Indeed, Republican politicians have already moved to pass legislation specifically barring the United States’ ratification of the ATT, while gun-rights advocates here continue to see opposition of the treaty as a primary rallying point. The majority of this opposition has come from the National Rifle Association (NRA), a lobby group.
“The text of the approved treaty is deeply problematic and threatens the rights of privacy of American gun owners,” the NRA says on its website.
In fact, the ATT deals solely with the international arms trade between governments. Nonetheless, this opposition has been so strong that U.S. delegation specifically wrote into the ATT text language that no infringement will occur for recreational, cultural, historical and lawful ownership.
Still, the Stimson Center’s Stohl notes that there remains an important opportunity for the United States to set an example.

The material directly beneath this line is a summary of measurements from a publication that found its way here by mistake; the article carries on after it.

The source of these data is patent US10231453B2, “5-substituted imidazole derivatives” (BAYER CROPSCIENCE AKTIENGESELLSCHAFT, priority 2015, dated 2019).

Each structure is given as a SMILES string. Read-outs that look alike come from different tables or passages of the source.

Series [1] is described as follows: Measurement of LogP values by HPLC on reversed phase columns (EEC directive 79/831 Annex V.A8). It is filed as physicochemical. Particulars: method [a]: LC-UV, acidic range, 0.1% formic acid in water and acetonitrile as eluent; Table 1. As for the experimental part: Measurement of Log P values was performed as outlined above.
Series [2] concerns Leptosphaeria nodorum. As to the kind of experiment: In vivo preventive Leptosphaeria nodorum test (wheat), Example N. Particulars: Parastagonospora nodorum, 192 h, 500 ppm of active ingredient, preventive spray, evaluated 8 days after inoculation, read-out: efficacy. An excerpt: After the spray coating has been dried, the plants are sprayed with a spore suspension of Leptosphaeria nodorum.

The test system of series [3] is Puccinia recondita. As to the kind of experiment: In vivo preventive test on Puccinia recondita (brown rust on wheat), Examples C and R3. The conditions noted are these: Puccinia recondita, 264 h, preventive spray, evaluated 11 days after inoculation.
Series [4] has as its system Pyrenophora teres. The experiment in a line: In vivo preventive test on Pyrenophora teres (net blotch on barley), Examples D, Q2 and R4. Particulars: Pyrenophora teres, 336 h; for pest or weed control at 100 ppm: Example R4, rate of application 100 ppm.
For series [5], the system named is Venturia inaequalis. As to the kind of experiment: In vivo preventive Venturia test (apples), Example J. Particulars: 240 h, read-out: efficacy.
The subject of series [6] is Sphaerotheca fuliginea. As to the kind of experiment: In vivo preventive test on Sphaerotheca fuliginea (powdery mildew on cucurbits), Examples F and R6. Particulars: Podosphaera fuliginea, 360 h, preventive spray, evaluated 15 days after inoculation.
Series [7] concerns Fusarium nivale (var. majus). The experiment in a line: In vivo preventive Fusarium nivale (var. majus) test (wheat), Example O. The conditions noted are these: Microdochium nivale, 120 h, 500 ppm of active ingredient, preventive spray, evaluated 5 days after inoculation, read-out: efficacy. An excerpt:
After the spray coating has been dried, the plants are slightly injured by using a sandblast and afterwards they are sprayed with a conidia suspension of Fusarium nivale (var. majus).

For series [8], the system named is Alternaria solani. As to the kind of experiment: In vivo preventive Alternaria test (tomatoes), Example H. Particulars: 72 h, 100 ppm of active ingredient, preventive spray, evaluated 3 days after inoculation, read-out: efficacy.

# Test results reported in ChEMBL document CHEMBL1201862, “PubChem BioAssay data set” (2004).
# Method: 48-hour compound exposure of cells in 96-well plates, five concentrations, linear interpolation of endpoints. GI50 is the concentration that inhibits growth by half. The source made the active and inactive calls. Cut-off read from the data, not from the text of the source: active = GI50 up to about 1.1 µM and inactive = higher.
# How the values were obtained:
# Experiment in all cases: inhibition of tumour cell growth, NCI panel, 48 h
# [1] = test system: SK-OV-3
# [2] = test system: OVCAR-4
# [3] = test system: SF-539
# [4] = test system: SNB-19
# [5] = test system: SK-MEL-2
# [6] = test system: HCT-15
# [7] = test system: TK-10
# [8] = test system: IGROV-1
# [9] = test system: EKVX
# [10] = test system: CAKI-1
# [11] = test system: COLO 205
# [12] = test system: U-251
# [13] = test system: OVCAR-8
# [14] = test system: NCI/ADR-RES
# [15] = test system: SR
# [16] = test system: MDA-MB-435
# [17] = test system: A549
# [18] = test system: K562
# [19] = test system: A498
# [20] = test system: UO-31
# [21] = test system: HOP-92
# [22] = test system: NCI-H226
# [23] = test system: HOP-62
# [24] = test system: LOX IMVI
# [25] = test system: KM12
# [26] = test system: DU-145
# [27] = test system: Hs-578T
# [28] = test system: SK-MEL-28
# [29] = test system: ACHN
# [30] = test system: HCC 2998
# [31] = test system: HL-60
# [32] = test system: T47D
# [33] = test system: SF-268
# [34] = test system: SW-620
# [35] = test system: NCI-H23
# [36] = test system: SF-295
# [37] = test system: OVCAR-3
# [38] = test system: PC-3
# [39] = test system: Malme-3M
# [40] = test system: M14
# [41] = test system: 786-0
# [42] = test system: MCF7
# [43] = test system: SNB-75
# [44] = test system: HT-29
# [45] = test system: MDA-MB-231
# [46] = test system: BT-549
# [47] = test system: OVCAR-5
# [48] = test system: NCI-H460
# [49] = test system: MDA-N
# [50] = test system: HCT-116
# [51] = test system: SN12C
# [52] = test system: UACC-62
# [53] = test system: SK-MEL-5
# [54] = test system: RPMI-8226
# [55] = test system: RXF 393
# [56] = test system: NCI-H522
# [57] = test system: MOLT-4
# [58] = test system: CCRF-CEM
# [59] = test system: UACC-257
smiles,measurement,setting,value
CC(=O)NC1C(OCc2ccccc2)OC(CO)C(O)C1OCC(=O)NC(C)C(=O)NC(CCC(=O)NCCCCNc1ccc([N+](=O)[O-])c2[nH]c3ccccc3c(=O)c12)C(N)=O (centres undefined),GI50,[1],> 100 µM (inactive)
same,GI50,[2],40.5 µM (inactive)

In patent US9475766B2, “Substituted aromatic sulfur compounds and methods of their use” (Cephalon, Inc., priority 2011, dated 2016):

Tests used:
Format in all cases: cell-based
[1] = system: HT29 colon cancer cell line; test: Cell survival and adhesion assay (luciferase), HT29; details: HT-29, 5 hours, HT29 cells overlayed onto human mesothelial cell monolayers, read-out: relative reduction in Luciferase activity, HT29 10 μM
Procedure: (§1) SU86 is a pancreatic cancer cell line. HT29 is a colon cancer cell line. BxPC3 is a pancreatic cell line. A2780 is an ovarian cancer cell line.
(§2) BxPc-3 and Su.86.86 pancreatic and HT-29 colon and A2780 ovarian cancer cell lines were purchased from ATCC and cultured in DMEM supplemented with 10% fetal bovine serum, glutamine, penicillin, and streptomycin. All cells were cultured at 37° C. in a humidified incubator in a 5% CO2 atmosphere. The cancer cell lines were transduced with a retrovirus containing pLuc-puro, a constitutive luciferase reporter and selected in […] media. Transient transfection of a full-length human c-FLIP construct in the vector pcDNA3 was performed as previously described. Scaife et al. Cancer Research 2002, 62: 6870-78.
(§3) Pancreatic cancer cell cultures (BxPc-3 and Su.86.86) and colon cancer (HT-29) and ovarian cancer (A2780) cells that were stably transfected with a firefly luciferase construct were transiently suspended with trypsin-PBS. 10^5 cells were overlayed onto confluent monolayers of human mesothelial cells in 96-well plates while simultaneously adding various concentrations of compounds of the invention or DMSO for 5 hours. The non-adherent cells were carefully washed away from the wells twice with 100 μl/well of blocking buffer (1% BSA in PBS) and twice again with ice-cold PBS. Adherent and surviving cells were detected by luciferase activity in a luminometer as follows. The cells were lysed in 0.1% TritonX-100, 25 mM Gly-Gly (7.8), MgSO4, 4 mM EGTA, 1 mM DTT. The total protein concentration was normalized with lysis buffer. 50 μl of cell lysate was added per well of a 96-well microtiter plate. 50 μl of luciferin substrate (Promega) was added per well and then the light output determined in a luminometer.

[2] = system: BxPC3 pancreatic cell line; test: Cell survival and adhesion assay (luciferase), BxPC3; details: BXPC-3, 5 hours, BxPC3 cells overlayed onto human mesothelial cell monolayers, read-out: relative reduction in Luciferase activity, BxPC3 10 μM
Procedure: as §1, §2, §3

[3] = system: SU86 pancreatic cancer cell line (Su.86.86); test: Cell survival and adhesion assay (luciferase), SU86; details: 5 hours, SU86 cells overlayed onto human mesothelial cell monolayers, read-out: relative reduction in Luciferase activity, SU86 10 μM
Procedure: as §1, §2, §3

“The symbolism is not that there has to be any change to U.S. law,” she told IPS. “Rather, it would be sending a signal to the rest of the world that the United States, which is responsible for 75 percent of the arms trade, is taking on this obligation as the world’s largest [arms] exporter.”
Following a recent legislative defeat of President Obama’s attempts to strengthen domestic gun laws – unrelated to the ATT – Stohl notes that the treaty could be an opportunity for the administration, as well.
“Here’s an opportunity to say, the NRA didn’t like this and we did it anyway,” she says.
Paul O’Brien, an advocate with Oxfam America, a humanitarian group, agrees.
“Do they sign it in a moment when the world is paying attention? We hope so,” he said at Friday’s panel discussion.
“Do they wait until Congress isn’t paying attention and the NRA has probably gone to bed for a couple of weeks? We hope not. We hope they use the moment to continue to build political momentum”.
By Dave Lindorff